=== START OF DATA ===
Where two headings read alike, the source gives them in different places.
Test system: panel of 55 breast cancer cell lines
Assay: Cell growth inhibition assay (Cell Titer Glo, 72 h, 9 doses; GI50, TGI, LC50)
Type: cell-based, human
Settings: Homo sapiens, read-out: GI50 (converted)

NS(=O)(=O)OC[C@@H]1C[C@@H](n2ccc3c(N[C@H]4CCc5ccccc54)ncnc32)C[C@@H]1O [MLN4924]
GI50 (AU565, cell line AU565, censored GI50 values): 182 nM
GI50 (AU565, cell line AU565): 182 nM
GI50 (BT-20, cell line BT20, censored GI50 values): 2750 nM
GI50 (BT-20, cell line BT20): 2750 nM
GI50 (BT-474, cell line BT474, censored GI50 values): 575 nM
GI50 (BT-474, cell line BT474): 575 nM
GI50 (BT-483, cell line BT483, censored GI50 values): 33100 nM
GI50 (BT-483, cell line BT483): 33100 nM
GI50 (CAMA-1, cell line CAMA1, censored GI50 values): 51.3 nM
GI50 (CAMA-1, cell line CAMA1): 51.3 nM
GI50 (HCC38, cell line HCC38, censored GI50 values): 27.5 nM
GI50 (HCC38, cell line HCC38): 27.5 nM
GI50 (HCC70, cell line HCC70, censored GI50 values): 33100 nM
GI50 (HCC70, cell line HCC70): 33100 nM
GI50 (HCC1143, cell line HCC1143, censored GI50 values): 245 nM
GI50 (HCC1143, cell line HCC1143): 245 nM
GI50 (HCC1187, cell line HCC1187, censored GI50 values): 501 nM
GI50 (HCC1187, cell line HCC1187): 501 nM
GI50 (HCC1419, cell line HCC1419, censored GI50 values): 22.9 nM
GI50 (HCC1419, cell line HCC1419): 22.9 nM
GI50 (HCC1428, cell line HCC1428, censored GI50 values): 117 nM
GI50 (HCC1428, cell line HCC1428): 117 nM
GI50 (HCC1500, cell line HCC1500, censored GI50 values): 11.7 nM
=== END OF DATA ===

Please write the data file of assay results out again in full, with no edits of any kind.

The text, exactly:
Where two headings read alike, the source gives them in different places.
Test system: panel of 55 breast cancer cell lines
Assay: Cell growth inhibition assay (Cell Titer Glo, 72 h, 9 doses; GI50, TGI, LC50)
Type: cell-based, human
Settings: Homo sapiens, read-out: GI50 (converted)

NS(=O)(=O)OC[C@@H]1C[C@@H](n2ccc3c(N[C@H]4CCc5ccccc54)ncnc32)C[C@@H]1O [MLN4924]
GI50 (AU565, cell line AU565, censored GI50 values): 182 nM
GI50 (AU565, cell line AU565): 182 nM
GI50 (BT-20, cell line BT20, censored GI50 values): 2750 nM
GI50 (BT-20, cell line BT20): 2750 nM
GI50 (BT-474, cell line BT474, censored GI50 values): 575 nM
GI50 (BT-474, cell line BT474): 575 nM
GI50 (BT-483, cell line BT483, censored GI50 values): 33100 nM
GI50 (BT-483, cell line BT483): 33100 nM
GI50 (CAMA-1, cell line CAMA1, censored GI50 values): 51.3 nM
GI50 (CAMA-1, cell line CAMA1): 51.3 nM
GI50 (HCC38, cell line HCC38, censored GI50 values): 27.5 nM
GI50 (HCC38, cell line HCC38): 27.5 nM
GI50 (HCC70, cell line HCC70, censored GI50 values): 33100 nM
GI50 (HCC70, cell line HCC70): 33100 nM
GI50 (HCC1143, cell line HCC1143, censored GI50 values): 245 nM
GI50 (HCC1143, cell line HCC1143): 245 nM
GI50 (HCC1187, cell line HCC1187, censored GI50 values): 501 nM
GI50 (HCC1187, cell line HCC1187): 501 nM
GI50 (HCC1419, cell line HCC1419, censored GI50 values): 22.9 nM
GI50 (HCC1419, cell line HCC1419): 22.9 nM
GI50 (HCC1428, cell line HCC1428, censored GI50 values): 117 nM
GI50 (HCC1428, cell line HCC1428): 117 nM
GI50 (HCC1500, cell line HCC1500, censored GI50 values): 11.7 nM